When you turn on the cold water tap and get very warm water, don't call the plumber. There's nothing wrong with your taps (faucets for you Yankees). The 'Hot' and 'Cold' labels haven't been incorrectly installed. No need to visit a doctor, either. Your temperature sensors on your hands work fine. This is normal cold water. In May anyway. I haven't lived here in Winter months, so I can't say. I suspect it's because the pipes are buried under those hot sandy ground, and the water can get heated up to lukearm.

I only have been here for less than two weeks, but I have already seen three dust storms that blew over here from across the strait (Saudis aren't the only arrivals). Although everyone here refer to this meteorological phenomenon as sandstorm, but technically, it should be called dust storm, especially those exist in the city. Even when it does rain, it's a light shower that's over in minutes. The rain water evaporates the seconds it hits the ground. Despite the total absence of heavy rain, windscreen wipers are critically essential as you can't drive during a dust storm without it.

As you drive around the city, you are graced by many palm trees, all of which are planted there by the government and watered every day to keep them alive. So the palm trees that are so associated with the Middle East, at least this country, it's a man-made myth.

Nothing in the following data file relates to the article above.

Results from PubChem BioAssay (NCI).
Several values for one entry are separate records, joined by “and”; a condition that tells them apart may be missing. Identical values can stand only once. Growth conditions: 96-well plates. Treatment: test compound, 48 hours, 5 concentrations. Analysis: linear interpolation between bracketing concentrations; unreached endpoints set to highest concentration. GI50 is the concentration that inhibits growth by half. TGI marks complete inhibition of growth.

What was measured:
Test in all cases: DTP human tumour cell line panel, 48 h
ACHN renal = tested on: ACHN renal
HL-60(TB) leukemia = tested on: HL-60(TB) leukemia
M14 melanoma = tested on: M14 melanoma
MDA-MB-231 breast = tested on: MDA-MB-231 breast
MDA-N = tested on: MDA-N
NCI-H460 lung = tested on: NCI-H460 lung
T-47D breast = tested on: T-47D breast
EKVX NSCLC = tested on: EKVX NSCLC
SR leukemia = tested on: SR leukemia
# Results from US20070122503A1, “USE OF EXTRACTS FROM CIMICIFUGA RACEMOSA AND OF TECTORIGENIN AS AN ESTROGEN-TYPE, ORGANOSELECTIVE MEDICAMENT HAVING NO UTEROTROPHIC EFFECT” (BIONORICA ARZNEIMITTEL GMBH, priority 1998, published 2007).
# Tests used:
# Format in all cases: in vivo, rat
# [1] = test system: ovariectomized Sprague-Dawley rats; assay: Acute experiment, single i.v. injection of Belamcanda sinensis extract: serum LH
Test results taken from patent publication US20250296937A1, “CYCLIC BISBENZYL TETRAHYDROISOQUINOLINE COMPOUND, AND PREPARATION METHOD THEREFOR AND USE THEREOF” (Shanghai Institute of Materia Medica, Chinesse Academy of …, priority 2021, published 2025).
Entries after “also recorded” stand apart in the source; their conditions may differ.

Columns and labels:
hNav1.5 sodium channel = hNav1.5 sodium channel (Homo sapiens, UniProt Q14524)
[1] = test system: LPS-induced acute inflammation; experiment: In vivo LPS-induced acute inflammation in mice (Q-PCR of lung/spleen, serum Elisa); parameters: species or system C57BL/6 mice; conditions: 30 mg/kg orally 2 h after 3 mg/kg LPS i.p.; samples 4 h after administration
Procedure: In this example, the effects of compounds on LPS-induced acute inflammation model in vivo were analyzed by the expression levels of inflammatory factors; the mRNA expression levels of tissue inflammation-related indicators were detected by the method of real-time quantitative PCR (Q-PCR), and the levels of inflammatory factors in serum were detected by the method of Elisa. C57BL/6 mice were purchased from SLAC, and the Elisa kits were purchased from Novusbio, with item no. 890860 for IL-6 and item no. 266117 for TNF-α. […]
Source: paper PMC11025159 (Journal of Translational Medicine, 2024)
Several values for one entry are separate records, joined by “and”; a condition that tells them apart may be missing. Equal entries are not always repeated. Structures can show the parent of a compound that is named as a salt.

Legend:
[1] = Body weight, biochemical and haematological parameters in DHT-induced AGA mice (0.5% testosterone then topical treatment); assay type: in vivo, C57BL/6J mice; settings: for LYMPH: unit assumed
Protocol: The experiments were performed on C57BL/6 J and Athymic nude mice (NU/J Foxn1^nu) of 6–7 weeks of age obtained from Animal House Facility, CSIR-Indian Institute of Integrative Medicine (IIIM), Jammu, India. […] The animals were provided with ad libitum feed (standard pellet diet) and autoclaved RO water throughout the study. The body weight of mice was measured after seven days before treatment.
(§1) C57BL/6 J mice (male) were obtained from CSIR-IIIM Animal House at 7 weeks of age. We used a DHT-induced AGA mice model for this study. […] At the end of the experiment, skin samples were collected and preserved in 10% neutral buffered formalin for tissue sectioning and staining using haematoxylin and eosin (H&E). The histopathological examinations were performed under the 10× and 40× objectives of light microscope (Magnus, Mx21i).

After the initial shock of the weather and lukewarm tap water have subsided and walking around the city isn't as bad as I imagine. Perhaps, I'm more used to this dry heat that I used to in Sydney than the humid heat in Singapore. The temperature drops more rapidly as night fall. Also because of the proximity to the ocean (Who doesn't?), the ocean breezes help, too. I usually go out after 4:30pm, which is not all that bad. Because of the perennial dust layer that hangs in the sky, there's never a naked sun rays reaching the ground, especially when the sun is closer to the horizon. You can do a staring contest with the sun at 4:40pm without sunglasses.

Most of the massage shops are run by Thai. Surprise? They are clustered around Exhibition Avenue and its alleys opposite the impressive Gosi Shopping Complex. The massages are similar to those provided in Thailand, for example, Thai traditional , oil and foot massage, except over here, male clients are massaged by massuers and females are massaged by their masseuses, in different business premises (as supposed to only female massage workers in massage parlours throughout Thailand). ladies' body massage costs 10 BD/hr, while men costs 15 BD/hr. Some ladies' massage parlours also provide hair cut. Many beauty and hair salons intersperse among the massage shops.
There are also a visible Moroccan presence in this area that operate restaurants and other small business.

Indian (including Sri-Lankan) run most of the small retail shops in the souq in Bab-Al-Bahrain. The shops are aimed both at the locals as well as tourists. Think of the shops in China Town in Sydney, but not so upmarket. I bought a 2.5 BD obligatory souvenir shirt there. There are also Indians living here that belong the other end of the super rich, who carve out a slice of Bahrain prosperity in banking and financial industry.

There are also various groups of people from other parts of Middle East making a living here - Palestinian, Jordanian, Egyptian, Pakistani, Lebanese, Turks as well as African. In short, Manama is a cosmopolitan city, which appeals to the Koran's belief in the brotherhood of men. I won't cover sisterhood here. They get enough coverage.